Then there’s the acoustic stretch: for some of it the band take a back seat and, in bassist Max Oleartchik’s case, a literal one. ‘Orange’ is one of the loveliest, most straightforward songs Lenker has ever written – that’s played in London, then comes back for the Benelux gigs. There are new tracks: the conventionally attractive ‘Zombie Girl’; ‘Dried Roses’, premiered in Nottingham, which takes Lenker’s whimsical-metaphysical thing near to the point of parody but damn-near breaks you anyway; and ‘Time Escaping’, which eludes me still; I don’t remember it, nor how it goes. Maybe one day. She’s backed by the band for ‘Happiness’ – another list song, Lenker-style – for the rocky ‘Bruiser’, for the gorgeous ‘Two Rivers’, which meanders through familiar territory with an iridescent beauty. She picks a repetitive pattern over Krivchenia’s brushwork, voice scaling mountains of arpeggios, checking out the scenery, until finally she gets to the crux of it, words trembling: “Is it a crime to do what you ask me to?”
Krivchenia is a superb drummer, and his languorous expression – leaning forward, mouth lolling open – sets some sort of tone. He cracks one smile in five nights. Oleartchik – feet bare, clad in a pink onesie or a dress, often-times perched on a stack of amps – is unaffected, unobtrusive and unfussy, as if he’s scarcely realised he’s playing bass. And Buck Meek, extreme left of the stage, as Lenker is centre-right, has his knee eternally bent, slim shoes that feel like they should be winkle pickers, leaning towards her, towards Krivchenia, looming almost, lurching with those thin legs as he issues spare notes and shimmering soundscapes, but his talent sublimated to his group, with just the odd lead guitar part. And sometimes he’s scarcely playing at all, but fuck me those vocal harmonies, lifting ‘Mary’ and ‘Masterpiece’ still higher – and it’s only when he comes in, adding to Lenker’s voice, to Krivchenia’s, to Oleartchik’s, that you realise those sharply uptilted Texan vowels were what was missing. High forehead, hair like corn drifting back in a stack at the back of his head; guileless, polite, deceptively brilliant; when Lenker goes off, and yes she goes off, he instinctively complements her crackling invention, their chemistry absolute, and you think of that photo of them in front of the camper van on the front of ‘A Sides’, when they were a couple, perhaps halfway to getting married. In Amsterdam there’s even a rare concession to practicality, as he gets a solo spot, because he’s back later in the month as a solo supporting act, and he has tickets to sell.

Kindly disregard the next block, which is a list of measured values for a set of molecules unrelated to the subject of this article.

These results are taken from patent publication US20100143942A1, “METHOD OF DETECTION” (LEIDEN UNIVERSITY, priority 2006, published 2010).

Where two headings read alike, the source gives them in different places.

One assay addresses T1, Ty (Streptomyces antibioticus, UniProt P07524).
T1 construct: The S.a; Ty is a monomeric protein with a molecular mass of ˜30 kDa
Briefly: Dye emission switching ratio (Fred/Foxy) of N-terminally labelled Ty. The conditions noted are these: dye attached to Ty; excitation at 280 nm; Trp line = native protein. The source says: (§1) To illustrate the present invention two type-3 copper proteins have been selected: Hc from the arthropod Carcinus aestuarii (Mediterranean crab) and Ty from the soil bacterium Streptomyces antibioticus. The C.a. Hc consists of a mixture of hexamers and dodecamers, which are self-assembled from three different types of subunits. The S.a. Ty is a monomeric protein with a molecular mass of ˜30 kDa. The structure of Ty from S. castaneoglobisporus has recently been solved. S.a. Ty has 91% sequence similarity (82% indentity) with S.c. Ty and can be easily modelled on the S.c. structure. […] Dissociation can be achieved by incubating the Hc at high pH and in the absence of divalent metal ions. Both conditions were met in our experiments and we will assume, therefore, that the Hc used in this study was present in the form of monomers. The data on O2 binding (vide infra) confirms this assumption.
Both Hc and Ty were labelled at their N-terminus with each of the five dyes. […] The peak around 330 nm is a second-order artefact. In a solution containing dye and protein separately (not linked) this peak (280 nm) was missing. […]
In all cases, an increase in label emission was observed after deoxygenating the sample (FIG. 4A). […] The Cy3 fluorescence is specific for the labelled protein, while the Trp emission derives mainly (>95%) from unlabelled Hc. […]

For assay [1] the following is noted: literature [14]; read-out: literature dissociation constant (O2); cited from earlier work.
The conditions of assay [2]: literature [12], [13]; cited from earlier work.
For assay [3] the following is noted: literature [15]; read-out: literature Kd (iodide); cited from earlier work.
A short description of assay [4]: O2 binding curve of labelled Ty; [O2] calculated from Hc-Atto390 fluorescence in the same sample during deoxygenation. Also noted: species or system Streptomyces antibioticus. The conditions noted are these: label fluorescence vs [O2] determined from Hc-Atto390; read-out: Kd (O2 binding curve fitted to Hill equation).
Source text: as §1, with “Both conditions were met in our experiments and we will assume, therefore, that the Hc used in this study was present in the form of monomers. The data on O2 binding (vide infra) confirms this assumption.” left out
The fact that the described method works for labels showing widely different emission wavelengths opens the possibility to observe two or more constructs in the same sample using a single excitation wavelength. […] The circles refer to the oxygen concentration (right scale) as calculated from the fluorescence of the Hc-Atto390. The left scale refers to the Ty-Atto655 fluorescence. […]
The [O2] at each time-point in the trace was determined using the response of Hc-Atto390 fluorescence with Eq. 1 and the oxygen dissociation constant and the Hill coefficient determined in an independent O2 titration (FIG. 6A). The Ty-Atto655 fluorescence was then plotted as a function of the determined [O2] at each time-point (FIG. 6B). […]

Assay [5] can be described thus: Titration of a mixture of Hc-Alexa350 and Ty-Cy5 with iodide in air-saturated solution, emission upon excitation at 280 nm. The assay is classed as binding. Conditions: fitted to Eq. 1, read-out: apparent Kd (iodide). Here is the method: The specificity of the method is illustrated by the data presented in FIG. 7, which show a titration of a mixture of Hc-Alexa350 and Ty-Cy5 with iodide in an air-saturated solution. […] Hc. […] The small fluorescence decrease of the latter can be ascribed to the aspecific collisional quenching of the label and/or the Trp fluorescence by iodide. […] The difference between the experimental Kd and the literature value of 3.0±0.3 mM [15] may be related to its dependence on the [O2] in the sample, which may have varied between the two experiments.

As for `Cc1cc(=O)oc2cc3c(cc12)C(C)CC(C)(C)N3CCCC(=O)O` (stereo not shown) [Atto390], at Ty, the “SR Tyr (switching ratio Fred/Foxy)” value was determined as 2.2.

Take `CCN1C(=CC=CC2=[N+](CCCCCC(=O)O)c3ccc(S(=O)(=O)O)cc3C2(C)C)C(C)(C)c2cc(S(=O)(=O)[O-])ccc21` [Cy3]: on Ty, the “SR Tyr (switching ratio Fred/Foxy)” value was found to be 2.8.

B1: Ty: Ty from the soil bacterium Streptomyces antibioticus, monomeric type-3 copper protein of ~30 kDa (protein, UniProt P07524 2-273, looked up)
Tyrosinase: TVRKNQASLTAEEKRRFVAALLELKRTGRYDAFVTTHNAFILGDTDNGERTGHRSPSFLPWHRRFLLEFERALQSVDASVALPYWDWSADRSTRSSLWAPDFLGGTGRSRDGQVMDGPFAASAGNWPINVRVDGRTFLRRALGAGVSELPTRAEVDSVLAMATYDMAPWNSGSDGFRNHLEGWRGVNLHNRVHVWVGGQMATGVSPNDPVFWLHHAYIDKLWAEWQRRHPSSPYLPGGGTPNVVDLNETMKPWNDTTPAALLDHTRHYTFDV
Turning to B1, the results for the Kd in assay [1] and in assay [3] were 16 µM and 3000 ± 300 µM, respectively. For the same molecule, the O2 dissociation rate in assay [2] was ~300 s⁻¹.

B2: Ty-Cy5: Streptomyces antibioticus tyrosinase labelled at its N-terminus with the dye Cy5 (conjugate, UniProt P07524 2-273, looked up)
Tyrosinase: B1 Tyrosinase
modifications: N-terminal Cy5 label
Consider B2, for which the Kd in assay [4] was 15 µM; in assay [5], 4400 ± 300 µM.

So yes it’s a band, and if they ever split up, I will cry, but for all that it’s Lenker’s band. Walking on stage with wet hair, in high-waisted trousers, stripping off her suit jacket to unmask a sleeveless top – white or blue or khaki – after a frenetic guitar solo, an illegible tattoo snaking down her arm, she holds you for 90, 100 minutes in her thrall. She comes face-on to the audience just once, as ‘Masterpiece’ reaches its zenith; otherwise she’s off to one side, one of four points, but the driving force, content in her endless capacity. With three people, and three people herself.